(in)Secure is a weekly column that dives into the rapidly escalating topic of cyber security.
On Tuesday, March 13, security firm CTS Labs announced the discovery of 13 flaws in AMD’s Ryzen and Epyc processors. The issues span four classes of vulnerabilities that include several major issues, such as a hardware backdoor into Ryzen’s chipset, and flaws that can completely compromise AMD’s Secure Processor, a chip that’s supposed to act as a “secure world” where sensitive tasks can be kept out of malware’s reach.
The lack of agreement means there’s no way to know when the next flaw will be exposed, who it will come from, or how it will be reported.
This revelation comes just months after the reveal of the Meltdown and Spectre flaws that impacted chips from AMD, Intel, Qualcomm, and others. AMD, whose chips were compromised by some Spectre flaws, came out of the fiasco relatively unscathed. Enthusiasts focused their anger on Intel. Though a handful of class-action lawsuits were filed against AMD, they’re nothing compared to the hoard of lawyers set against Intel. Compared to Intel, AMD seemed the smart, safe choice.
That made Tuesday’s announcement of flaws in AMD hardware even more explosive. Twitter-storms erupted as security researchers and PC enthusiasts argued over the validity of the findings. Still, the information provided by CTS Labs was independently verified by another firm, Trail of Bits, founded in 2012. The severity of the issues can be argued, but they do exist, and they compromise what some PC users had come to view as the last safe harbor.
The wild west of disclosure
The content of CTS Labs’ research would’ve generated headlines in any event, but the reveal’s punch was amplified by its surprise. AMD was apparently given less than 24 hours to response before CTS Labs went public, and CTS Labs has not gone public with all technical details, instead choosing to share them only with AMD, Microsoft, HP, Dell, and several other large companies.
Many security researchers cried foul. Most flaws are disclosed to companies earlier, alongside a timeframe to respond. Meltdown and Spectre, for instance, was disclosed to Intel, AMD, and ARM on June 1 of 2017 by Google’s Project Zero team. An initial 90-day window to fix the problems was later extended to 180 days, but ended ahead of schedule when The Register published its initial story on Intel’s processor flaw. CTS Labs’ decision not to offer prior disclosure has caused speculation that it had another, more malicious motive.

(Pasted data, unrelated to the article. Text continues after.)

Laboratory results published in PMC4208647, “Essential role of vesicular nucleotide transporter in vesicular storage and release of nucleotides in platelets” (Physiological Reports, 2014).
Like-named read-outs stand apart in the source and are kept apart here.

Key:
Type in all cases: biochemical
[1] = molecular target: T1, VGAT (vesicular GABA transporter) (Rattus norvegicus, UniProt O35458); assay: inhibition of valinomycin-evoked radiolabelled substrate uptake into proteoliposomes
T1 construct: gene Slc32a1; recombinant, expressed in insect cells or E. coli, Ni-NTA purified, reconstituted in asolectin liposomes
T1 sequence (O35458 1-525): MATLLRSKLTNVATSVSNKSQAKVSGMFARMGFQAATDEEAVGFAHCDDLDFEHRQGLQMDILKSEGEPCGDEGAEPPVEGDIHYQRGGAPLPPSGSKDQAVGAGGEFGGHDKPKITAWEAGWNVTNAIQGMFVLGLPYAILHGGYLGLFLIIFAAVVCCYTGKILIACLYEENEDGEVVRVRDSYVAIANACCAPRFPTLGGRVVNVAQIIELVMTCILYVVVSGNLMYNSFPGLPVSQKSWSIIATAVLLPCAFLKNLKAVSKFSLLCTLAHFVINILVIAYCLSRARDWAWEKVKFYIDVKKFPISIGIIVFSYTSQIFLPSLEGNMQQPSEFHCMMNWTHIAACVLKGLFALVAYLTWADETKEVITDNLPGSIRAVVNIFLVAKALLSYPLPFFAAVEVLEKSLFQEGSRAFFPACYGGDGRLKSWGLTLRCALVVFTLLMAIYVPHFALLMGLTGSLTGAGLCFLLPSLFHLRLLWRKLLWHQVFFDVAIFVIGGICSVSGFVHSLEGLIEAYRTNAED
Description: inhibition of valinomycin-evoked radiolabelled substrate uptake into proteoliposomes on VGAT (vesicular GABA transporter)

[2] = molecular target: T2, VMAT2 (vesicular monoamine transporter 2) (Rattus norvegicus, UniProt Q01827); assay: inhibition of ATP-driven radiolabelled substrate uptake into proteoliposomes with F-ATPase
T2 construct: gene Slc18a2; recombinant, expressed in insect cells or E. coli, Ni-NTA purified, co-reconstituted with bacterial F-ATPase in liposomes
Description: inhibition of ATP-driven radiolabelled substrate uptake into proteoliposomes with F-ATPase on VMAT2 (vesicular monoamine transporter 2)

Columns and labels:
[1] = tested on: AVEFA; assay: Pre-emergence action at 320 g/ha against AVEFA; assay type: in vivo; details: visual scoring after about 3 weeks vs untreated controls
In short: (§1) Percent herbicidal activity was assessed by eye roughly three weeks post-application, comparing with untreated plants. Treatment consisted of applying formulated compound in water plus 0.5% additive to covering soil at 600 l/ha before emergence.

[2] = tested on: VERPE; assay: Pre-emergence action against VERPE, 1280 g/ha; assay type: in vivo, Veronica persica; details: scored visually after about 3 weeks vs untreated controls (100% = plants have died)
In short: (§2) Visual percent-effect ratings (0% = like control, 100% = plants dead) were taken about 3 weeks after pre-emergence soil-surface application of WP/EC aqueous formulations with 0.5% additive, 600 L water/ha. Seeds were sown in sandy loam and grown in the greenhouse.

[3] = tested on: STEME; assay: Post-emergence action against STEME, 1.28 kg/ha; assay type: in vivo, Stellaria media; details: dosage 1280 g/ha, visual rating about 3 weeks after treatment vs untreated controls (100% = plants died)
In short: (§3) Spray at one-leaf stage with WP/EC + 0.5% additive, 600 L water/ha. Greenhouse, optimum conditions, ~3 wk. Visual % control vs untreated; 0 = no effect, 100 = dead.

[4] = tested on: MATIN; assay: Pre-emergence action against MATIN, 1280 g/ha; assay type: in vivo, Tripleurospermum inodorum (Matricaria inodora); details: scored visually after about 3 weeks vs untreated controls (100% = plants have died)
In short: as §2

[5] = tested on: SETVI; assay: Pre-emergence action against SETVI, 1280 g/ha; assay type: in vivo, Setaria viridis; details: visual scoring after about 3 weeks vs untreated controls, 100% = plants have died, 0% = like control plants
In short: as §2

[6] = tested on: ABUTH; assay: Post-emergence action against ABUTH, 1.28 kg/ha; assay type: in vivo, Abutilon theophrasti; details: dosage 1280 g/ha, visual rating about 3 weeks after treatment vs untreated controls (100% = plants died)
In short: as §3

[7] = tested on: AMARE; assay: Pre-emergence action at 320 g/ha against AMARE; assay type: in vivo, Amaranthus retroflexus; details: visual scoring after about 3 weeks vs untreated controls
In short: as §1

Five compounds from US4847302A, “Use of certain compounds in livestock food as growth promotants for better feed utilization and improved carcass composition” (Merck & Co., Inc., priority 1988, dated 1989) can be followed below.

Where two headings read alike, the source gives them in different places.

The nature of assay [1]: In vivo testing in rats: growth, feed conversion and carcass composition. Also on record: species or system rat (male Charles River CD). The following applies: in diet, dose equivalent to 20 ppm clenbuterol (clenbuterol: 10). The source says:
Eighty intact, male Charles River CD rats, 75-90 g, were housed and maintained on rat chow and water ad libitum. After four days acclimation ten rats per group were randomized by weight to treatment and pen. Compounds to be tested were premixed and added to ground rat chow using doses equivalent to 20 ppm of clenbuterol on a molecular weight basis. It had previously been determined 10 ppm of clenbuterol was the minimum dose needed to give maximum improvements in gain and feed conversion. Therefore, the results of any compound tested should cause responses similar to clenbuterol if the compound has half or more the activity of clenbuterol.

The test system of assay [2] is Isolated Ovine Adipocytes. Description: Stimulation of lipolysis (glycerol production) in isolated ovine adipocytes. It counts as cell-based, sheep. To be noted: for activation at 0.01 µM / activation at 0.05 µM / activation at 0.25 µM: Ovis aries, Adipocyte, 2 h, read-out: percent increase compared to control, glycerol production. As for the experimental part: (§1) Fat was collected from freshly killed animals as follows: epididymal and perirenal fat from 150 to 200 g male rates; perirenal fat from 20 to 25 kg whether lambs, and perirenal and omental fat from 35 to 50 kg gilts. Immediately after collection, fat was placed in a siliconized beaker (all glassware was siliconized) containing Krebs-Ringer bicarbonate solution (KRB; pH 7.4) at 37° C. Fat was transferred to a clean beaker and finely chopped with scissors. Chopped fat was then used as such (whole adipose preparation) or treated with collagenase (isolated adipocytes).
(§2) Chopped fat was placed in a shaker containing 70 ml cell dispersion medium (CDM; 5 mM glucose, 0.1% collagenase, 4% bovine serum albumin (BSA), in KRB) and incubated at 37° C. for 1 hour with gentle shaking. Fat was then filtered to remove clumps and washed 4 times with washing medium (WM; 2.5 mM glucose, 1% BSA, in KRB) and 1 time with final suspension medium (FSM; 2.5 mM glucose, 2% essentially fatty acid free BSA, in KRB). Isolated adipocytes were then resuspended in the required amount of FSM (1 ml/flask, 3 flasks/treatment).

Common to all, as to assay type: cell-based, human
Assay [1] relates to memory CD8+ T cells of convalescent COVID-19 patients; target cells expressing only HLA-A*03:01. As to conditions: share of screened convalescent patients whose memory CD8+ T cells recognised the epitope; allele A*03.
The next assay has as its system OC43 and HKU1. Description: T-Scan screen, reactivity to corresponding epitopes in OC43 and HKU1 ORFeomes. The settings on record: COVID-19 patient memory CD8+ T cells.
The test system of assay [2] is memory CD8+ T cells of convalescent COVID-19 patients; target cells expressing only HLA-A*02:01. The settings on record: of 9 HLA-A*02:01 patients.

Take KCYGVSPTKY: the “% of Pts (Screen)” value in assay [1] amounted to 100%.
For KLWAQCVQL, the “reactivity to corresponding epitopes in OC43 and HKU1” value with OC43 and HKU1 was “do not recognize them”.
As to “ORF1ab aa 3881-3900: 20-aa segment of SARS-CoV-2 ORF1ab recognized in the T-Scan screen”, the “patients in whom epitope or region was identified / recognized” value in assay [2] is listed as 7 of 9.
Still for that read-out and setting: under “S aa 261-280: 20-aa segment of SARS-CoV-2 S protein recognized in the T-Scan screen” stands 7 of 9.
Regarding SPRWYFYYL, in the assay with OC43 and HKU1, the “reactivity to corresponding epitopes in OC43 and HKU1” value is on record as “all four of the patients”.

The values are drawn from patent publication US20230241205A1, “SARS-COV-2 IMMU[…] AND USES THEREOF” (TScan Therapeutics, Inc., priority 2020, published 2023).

CTS Labs defended itself in a letter from Ilia Luk-Zilberman, the company’s CTO, published on the AMDflaws.com website. Luk-Zilberman takes issue with concept of prior disclosure, saying “it’s up to the vendor if it wants to alert the customers that there is a problem.” That’s why you rarely hear of a security flaw until months after it was uncovered.
Worse, says Luk-Zilberman, it forces a game of brinkmanship between the researcher and the company. The company might not respond. If that happens, the researcher faces a grim choice; keep quiet and hope no one else finds the flaw, or go public with the details of a flaw that has no available patch. Cooperation is the goal, but the stakes for both researcher and company encourage defensiveness. The question of what’s proper, professional, and ethical often collapses into petty tribalism.
Where’s the bottom?
The industry standard for disclosing a flaw doesn’t exist and, in its absence, chaos reigns. Even those who believe in disclosure don’t agree on details, such as how long a company should be given to respond. The lack of agreement means there’s no way to know when the next major flaw will be exposed, who it will come from, or how it will be reported.
It’s like strapping on a life vest as a ship sinks into frigid waters. Sure, the vest is a good idea, but it’s not enough to save you anymore.
Cyber security is a mess, and it’s a mess that’s taken its toll on each of us. While alarming, the new flaws in AMD processors — like Meltdown, Spectre, Heartbleed, and so many others before — will be soon be forgotten. They must be forgotten.
After all, what other choice do we have? Computers and smartphones have become mandatory for participation in modern society. Even those who don’t own them must use services that rely on them.
Every piece of software and hardware we use is, apparently, riddled with critical flaws. Even so, unless you decide to abandon society and build a cabin in the woods, you must use them.
Normally, I’d like this column to end on practical advice. Use strong passwords. Don’t click on links that promise free iPads. That sort of thing. Such advice remains true, but it feels like strapping on a life vest as a ship sinks in frigid arctic waters. Sure. The life vest is a good idea. You’re safer with it than without — but it’s not enough to save you anymore.